US Immigration Laws 1900's: The 1922 Married Woman's Act (Cable Act)
The Married Woman's Act, aka the Cable Act, stated that any female US Citizen who married an alien ineligible for citizenship would then lose her own citizenship
US Immigration Laws 1900's: The 1924 Immigration Act of 1924 (Johnson-Reed Act)
The Immigration Act of 1924, or Johnson-Reed Act, addressed loopholes in the Emergency quota act restricting the number of immigrants from a given country to 2% of the number of residents from that same country living in the United States - the 'Golden Door' to America was shut. 87% of permits go to immigrants from Britain, Ireland, Germany, and Scandinavia. The law also established the Border Patrol
US Immigration Laws 1900's: The 1934 Tydings-McDuffie Act
The Tydings-McDuffie Act provided for independence of the Philippine Islands, and changed the status of Filipinos from American citizens to aliens.
US Immigration Laws 1900's: The 1940 Alien Registration Act
The outbreak of WW2 led to the Alien Registration Act that required the registration and fingerprinting of all aliens in the United States over the age of 14 years old. Another objective of the law was to undermine the American Communist Party.
US Immigration Laws 1900's: The 1943 Magnusan Act
The Magnusan Act repealed the 1882 Chinese Exclusion Act. Congress also passed legislation that provided for the importation of agricultural workers from North, South, and Central America which was the basis of the temporary "Bracero Program" which addressed the nation's labor shortage caused by WW2. The temporary "Bracero Program" was to last for 22 years.
US Immigration Laws 1900's: The 1945 War Brides and Fiancées Acts
The War Brides and Fiancées Acts were laws that allowed an estimated 1,000,000 American Soldiers to bring their foreign wives and fiancees to America.
US Immigration Laws 1900's: The 1948 Displaced Persons Act
The Displaced Persons Act allowed people uprooted by World War 2 to emigrate to United States.
US Immigration Laws 1900's: The 1952 Immigration and Nationality Act (McCarran-Walter Act)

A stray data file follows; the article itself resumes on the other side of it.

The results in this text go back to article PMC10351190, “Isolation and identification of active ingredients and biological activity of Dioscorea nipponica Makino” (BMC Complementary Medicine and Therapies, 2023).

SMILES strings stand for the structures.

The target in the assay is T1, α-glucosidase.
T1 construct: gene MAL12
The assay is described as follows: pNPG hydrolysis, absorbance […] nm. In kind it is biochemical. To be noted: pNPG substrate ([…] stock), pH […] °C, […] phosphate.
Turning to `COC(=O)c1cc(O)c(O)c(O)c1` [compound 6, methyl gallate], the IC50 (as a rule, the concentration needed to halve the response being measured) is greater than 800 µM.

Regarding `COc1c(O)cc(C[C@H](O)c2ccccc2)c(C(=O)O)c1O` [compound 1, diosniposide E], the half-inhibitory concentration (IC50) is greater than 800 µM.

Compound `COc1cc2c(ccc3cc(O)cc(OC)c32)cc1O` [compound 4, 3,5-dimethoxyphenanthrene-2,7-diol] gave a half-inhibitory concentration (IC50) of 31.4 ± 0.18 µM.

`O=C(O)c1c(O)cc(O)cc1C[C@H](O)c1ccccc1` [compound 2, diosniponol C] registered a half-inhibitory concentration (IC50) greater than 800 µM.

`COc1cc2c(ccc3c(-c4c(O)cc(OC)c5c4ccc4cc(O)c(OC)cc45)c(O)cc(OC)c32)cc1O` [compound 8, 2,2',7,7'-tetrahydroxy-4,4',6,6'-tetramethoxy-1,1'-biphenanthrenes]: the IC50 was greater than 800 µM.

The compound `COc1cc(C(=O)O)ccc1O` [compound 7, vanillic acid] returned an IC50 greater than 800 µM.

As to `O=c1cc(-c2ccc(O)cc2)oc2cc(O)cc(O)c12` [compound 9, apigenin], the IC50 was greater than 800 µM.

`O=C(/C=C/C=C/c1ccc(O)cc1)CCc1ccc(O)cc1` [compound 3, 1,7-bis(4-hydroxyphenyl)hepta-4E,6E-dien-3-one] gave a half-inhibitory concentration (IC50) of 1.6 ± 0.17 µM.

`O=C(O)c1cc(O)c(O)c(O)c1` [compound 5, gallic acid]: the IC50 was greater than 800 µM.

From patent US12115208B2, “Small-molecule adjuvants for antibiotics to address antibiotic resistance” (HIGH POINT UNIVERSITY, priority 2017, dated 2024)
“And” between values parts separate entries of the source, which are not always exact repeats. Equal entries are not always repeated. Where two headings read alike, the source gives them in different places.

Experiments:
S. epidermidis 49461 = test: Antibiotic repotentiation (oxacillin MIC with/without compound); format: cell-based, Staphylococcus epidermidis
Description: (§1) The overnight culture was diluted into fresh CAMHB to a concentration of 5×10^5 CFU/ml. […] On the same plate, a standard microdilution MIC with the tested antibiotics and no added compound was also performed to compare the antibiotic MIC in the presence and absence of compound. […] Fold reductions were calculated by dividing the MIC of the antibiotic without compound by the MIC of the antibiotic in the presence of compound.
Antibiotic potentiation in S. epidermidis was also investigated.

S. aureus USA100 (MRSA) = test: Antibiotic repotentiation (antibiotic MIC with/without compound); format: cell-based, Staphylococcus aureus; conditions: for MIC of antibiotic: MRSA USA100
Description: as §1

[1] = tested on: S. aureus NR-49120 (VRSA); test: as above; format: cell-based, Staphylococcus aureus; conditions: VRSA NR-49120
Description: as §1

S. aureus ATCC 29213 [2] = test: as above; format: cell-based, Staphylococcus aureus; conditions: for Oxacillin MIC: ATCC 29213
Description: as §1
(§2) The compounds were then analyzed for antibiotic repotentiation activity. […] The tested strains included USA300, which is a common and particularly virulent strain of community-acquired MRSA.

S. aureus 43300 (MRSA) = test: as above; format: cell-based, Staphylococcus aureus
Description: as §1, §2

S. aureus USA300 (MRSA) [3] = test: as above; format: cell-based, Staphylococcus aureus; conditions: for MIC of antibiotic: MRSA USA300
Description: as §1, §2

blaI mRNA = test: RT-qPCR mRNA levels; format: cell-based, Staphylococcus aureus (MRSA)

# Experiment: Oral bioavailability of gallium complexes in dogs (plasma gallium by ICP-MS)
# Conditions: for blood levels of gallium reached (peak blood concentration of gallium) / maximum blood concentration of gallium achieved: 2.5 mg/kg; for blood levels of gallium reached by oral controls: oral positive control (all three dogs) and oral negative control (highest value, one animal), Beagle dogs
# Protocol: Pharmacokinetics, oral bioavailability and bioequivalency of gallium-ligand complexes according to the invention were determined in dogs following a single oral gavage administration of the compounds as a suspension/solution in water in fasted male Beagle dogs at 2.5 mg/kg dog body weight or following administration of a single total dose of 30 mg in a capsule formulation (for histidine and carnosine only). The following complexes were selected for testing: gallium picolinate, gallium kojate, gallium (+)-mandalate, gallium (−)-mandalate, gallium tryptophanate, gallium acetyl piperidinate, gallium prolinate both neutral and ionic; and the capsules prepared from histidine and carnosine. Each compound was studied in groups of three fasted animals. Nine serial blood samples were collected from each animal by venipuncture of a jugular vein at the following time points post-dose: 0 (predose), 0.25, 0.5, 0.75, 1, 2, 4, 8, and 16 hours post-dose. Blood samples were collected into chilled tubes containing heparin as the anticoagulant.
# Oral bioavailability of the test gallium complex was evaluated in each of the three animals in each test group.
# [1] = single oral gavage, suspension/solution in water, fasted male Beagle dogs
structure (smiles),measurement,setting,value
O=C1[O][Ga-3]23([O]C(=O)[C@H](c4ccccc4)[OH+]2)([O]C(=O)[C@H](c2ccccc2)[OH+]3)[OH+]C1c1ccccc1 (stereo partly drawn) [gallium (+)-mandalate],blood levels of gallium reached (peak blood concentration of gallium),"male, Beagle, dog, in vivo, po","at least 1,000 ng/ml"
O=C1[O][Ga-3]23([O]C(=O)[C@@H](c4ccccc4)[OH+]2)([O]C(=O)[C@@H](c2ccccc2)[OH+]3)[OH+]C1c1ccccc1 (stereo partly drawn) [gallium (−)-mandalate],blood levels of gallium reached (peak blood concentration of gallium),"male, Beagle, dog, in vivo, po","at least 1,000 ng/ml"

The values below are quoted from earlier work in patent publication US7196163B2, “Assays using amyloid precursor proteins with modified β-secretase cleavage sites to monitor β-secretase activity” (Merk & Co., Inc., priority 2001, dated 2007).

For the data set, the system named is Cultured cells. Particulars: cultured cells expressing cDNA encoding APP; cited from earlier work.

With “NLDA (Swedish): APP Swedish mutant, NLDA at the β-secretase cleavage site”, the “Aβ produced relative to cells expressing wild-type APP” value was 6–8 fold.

The McCarran-Walter bill reorganized the structure of immigration laws and immigration law was organized within one body of text. The 1952 law retained a quota system for nationalities and regions and placed great importance on labor qualifications. The law established a preference system which determined which ethnic groups were desirable immigrants to the United States.
US Immigration Laws 1900's: The 1965 Immigration and Nationality Act (Hart-Celler Act)
The Immigration and Nationality Act of 1965, also known as the Hart-Celler Act, was a major landmark in U.S. immigration law abolishing nation-of-origin restrictions. The law set a maximum annual level of immigration at 300,000 visas and placed a per-country limit for immigrants from the Eastern Hemisphere at 20,000. No limits were placed on immigrants from the Western Hemisphere. 1965 also saw the end of the Bracero Program which was established in 1943.
US Immigration Laws 1900's: The 1975 Indochina Migration and Refugee Assistance Act
The Indochina Migration and Refugee Assistance Act. These laws allowed Vietnamese, Cambodians, and Laotians recruited by the US in the war against communism were admitted to the US as displaced citizens.
US Immigration Laws 1900's: The 1976 and 1978 Immigration and Nationality Act Amendments
The Immigration and Nationality Act Amendments of 1976 was a major attempt by Congress to establish a rational and just immigration policy extending per-country limitations on immigration to the Western Hemisphere. Additional amendments were made to the INA, which combined the hemisphere quotas and set a single annual world quota of 290,000 immigrants.
US Immigration Laws 1900's: The 1980 Refugee Act